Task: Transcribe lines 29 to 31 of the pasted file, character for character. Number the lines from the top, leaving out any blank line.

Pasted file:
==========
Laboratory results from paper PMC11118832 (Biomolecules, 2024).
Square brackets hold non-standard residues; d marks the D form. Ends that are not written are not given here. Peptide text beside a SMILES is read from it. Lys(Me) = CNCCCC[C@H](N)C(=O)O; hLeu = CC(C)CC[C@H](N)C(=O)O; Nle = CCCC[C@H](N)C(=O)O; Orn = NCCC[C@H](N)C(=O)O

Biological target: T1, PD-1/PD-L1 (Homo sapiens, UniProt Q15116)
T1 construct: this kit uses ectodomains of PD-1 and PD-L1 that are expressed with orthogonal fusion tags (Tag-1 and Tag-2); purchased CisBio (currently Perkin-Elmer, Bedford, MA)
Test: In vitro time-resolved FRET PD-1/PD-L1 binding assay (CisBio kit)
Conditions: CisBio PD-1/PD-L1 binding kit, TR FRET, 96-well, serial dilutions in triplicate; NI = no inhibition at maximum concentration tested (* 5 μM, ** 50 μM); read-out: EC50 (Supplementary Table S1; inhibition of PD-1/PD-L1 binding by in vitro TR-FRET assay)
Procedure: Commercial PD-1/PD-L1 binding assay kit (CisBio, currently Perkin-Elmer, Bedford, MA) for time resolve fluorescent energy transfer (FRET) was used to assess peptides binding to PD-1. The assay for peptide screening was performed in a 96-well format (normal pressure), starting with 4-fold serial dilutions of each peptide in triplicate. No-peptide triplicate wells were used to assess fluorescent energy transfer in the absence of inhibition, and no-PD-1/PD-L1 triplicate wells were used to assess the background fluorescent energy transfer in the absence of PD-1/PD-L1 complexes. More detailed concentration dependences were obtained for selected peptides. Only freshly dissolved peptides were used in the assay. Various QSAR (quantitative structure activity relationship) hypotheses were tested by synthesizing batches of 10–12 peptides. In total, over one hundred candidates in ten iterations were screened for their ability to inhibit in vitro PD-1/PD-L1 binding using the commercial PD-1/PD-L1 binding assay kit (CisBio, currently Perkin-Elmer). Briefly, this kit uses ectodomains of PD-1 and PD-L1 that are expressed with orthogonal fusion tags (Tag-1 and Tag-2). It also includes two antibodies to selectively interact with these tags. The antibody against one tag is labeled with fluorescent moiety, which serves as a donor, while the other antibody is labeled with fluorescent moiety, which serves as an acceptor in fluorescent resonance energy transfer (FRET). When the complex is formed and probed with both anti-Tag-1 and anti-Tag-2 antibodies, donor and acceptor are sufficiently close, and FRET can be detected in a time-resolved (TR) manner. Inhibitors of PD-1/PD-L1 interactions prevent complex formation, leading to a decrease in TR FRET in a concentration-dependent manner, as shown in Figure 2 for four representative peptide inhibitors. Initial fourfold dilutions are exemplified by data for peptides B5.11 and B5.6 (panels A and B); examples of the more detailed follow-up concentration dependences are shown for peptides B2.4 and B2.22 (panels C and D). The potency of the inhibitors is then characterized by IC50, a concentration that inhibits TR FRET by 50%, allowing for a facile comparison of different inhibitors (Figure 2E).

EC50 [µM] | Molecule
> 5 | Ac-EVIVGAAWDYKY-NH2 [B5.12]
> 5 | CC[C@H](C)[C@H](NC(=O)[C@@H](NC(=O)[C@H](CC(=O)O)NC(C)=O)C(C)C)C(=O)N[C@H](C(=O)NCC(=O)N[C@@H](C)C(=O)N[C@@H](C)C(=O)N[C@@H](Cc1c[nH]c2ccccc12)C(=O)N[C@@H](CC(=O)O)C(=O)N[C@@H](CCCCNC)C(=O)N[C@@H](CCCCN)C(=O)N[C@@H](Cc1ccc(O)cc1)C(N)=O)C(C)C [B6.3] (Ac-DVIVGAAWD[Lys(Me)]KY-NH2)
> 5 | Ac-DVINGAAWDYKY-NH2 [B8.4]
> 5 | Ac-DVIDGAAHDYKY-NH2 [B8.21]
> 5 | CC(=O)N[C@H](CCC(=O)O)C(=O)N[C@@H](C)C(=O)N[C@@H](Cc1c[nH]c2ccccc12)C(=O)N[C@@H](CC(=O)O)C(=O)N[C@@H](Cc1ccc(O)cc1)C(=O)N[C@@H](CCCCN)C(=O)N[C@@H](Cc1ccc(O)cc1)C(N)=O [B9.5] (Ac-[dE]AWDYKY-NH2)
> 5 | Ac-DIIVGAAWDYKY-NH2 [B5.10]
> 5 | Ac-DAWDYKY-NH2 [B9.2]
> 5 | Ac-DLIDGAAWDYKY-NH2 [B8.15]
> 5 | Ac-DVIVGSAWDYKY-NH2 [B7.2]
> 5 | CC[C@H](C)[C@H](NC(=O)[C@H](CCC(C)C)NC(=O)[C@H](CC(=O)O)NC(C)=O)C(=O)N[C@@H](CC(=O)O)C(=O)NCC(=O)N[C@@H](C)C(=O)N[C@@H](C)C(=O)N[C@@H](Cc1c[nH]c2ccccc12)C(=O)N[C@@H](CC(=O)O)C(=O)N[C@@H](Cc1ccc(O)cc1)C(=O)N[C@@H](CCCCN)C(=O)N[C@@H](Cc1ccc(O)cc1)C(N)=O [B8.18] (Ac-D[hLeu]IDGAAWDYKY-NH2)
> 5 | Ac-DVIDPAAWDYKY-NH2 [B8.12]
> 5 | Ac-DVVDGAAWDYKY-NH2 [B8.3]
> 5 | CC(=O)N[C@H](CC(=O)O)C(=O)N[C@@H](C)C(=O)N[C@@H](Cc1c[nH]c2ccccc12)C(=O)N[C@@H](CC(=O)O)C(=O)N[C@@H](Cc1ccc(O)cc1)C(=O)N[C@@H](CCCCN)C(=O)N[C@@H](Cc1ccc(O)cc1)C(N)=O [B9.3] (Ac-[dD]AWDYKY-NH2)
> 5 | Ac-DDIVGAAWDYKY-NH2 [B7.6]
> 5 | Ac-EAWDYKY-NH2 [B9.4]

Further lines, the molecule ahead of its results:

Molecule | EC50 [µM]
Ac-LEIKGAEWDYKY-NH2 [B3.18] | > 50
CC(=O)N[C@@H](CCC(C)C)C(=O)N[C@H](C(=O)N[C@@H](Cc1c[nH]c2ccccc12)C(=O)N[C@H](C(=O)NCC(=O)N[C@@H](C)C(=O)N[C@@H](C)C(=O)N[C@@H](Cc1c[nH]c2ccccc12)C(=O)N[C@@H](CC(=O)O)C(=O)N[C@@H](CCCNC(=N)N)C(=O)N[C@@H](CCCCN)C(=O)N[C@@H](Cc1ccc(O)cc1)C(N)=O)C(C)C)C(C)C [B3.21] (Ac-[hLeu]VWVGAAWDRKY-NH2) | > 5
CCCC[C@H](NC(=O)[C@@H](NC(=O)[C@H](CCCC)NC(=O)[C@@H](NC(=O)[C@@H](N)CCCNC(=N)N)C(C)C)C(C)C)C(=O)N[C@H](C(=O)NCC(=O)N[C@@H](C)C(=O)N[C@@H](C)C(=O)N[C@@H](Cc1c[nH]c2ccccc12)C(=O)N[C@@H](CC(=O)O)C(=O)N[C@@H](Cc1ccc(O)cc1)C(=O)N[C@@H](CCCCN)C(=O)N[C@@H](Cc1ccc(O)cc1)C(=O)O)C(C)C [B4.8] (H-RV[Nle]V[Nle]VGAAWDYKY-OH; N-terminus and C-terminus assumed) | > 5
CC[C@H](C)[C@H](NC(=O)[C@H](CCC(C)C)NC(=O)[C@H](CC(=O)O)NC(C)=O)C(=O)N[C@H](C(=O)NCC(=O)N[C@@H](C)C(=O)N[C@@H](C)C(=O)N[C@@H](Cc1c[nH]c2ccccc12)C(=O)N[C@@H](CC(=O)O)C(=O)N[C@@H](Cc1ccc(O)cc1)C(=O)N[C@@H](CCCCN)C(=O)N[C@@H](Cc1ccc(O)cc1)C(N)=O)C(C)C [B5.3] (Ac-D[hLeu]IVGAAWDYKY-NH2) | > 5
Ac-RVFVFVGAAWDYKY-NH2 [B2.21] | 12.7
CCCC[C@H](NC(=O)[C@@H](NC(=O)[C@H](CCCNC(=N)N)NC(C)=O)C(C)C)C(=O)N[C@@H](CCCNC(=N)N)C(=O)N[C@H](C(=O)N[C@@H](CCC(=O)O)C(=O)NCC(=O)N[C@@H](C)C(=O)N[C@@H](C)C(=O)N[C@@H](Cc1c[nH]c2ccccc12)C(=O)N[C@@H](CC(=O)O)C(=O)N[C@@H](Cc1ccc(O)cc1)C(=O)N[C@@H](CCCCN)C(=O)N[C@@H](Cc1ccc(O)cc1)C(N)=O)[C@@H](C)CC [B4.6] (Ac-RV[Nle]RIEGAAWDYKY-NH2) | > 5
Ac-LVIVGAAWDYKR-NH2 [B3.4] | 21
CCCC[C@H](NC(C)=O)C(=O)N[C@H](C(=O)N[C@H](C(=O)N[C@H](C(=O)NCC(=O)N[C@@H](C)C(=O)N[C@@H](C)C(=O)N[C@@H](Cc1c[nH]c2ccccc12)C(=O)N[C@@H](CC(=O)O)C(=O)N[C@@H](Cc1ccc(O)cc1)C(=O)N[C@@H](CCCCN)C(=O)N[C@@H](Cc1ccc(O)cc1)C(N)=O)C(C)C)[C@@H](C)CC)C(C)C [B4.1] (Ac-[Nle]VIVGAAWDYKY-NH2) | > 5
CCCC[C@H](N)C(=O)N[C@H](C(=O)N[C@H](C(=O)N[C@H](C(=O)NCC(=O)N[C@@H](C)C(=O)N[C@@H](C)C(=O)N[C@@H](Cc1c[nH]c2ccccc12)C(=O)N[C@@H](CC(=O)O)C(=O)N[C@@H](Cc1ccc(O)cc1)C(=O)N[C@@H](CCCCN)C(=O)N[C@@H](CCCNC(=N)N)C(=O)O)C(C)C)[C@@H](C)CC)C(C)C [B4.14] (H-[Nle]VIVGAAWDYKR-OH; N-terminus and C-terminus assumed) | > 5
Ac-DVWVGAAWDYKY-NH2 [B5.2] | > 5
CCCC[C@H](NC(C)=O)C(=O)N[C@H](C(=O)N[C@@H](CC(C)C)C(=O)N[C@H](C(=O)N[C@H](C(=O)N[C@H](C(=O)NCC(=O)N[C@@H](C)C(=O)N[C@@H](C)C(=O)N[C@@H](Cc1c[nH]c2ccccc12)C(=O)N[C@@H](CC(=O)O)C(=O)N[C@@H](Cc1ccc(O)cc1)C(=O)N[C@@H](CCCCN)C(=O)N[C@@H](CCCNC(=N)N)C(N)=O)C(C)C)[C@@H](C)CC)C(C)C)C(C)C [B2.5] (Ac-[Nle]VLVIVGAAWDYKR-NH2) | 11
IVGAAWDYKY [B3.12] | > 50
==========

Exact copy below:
CC[C@H](C)[C@H](NC(=O)[C@H](CCC(C)C)NC(=O)[C@H](CC(=O)O)NC(C)=O)C(=O)N[C@H](C(=O)NCC(=O)N[C@@H](C)C(=O)N[C@@H](C)C(=O)N[C@@H](Cc1c[nH]c2ccccc12)C(=O)N[C@@H](CC(=O)O)C(=O)N[C@@H](Cc1ccc(O)cc1)C(=O)N[C@@H](CCCCN)C(=O)N[C@@H](Cc1ccc(O)cc1)C(N)=O)C(C)C [B5.3] (Ac-D[hLeu]IVGAAWDYKY-NH2) | > 5
Ac-RVFVFVGAAWDYKY-NH2 [B2.21] | 12.7
CCCC[C@H](NC(=O)[C@@H](NC(=O)[C@H](CCCNC(=N)N)NC(C)=O)C(C)C)C(=O)N[C@@H](CCCNC(=N)N)C(=O)N[C@H](C(=O)N[C@@H](CCC(=O)O)C(=O)NCC(=O)N[C@@H](C)C(=O)N[C@@H](C)C(=O)N[C@@H](Cc1c[nH]c2ccccc12)C(=O)N[C@@H](CC(=O)O)C(=O)N[C@@H](Cc1ccc(O)cc1)C(=O)N[C@@H](CCCCN)C(=O)N[C@@H](Cc1ccc(O)cc1)C(N)=O)[C@@H](C)CC [B4.6] (Ac-RV[Nle]RIEGAAWDYKY-NH2) | > 5